The NIST CTL’s spectrum sensing and monitoring research and development efforts focus in three areas: sensor technology, monitoring infrastructure, and analysis of spectrum occupancy to aid in real-time wireless-access coordination.
In sensor technology, the NIST CTL is:
- Developing wideband sensor technology and signal processing algorithms to increase the accuracy and effective bandwidth of sensors (the early focus being on the 3.5 GHz band)
- Developing sensing algorithms capable of more than simple energy detection – such as cyclostationary and matched-filter sensing – that exploit known characteristics of the signal to improve sensing performance in low signal-to-noise ratio (SNR) environments
- Assessing the various windowing functions commonly used for spectral analysis, as well as the kernel functions for quadratic time-frequency representations, and their impact on detection performance
- Implementing the above techniques and algorithms on a range of readily-available software-defined radio (SDR) platforms, for feasibility assessment and dissemination as open-source software modules
- Validating the above techniques using instrumentation-grade high-dynamic-range and/or high-bandwidth analog-to-digital converters (ADCs).
In monitoring infrastructure, we are:
- Creating a scalable architecture, interface specifications, and representative implementation for gathering, storing, and presenting spectrum-occupancy measurements. Parcel to this effort includes:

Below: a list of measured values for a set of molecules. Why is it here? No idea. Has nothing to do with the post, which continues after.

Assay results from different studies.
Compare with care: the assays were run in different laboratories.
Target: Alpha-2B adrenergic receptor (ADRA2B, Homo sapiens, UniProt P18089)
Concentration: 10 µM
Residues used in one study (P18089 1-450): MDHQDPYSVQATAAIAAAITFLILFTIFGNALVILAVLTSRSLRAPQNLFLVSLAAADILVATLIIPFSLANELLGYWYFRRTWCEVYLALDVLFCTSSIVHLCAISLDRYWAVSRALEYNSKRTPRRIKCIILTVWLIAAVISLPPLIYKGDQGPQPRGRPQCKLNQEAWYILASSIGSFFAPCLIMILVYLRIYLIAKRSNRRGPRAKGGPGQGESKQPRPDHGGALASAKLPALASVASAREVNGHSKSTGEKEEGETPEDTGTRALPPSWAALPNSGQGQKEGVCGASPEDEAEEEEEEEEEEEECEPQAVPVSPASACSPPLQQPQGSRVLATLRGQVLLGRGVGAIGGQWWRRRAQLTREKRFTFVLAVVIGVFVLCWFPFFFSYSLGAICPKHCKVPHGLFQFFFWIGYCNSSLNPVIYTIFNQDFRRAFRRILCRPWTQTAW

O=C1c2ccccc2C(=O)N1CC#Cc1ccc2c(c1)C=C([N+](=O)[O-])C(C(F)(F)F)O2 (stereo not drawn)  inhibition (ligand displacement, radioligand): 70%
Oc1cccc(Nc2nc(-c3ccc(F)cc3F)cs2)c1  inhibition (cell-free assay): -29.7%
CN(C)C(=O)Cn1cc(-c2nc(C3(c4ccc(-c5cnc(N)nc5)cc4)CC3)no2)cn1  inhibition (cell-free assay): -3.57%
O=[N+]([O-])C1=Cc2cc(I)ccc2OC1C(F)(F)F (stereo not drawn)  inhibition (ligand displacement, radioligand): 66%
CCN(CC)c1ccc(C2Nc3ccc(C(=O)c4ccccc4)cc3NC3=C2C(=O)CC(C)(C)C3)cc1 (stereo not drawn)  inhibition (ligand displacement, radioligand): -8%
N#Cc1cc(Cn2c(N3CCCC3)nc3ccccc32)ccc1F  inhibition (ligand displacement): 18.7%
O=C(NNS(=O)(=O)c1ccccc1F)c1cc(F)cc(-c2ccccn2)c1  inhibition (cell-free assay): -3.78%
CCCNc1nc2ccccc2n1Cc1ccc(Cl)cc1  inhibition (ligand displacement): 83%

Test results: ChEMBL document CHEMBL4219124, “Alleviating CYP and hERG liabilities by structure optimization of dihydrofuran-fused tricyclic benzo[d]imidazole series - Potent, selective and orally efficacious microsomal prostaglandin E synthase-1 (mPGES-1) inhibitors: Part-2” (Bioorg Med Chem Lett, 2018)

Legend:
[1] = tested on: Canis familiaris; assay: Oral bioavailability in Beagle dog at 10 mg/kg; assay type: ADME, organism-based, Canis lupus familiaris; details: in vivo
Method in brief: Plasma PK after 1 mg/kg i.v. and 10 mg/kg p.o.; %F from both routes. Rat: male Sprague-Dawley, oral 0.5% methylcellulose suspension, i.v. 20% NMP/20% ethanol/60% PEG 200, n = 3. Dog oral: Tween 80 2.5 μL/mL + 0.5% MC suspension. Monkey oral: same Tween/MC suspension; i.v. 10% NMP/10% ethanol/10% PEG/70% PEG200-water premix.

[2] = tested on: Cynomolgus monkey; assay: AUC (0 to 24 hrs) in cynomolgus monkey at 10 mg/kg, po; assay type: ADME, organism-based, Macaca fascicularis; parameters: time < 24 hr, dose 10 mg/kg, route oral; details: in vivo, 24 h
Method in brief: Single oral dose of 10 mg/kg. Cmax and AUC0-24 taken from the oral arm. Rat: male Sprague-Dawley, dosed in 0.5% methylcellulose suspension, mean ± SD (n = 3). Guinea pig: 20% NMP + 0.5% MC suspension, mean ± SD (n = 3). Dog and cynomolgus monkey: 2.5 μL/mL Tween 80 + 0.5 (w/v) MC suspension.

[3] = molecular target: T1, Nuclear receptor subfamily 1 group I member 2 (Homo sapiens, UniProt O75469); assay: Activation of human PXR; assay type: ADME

- Developing a database for long-term storage of spectrum-occupancy measurements
- Developing a graphical user interface (GUI) and application program interface (API) for access to stored measurements
- Building front-end servers for receiving and analyzing real-time, streamed measurements
- Calibrating low-cost spectrum sensors
- Performing uncertainty analysis of spectrum occupancy measurements
- Developing SDR sensor software for calibration, database population, and real-time measurement streaming
- Investigating the use of wide-bandwidth (~1 GHz or more) ADCs to coordinate the array of sensors
- Identifying additional properties – such as protocol identification, waveform traces, and sufficient time/frequency resolution – to ensure compatibility with coexistence and interference metrics.
In work related to the analysis of spectrum occupancy for real-time coordination, the NIST CTL is:
- Developing statistical models of spectrum occupancy derived from long-term measurements and comparing them with existing occupancy models in the literature
- Creating efficient algorithms for real-time calculation and near-term prediction of spectrum occupancy to support dynamic spectrum coordination.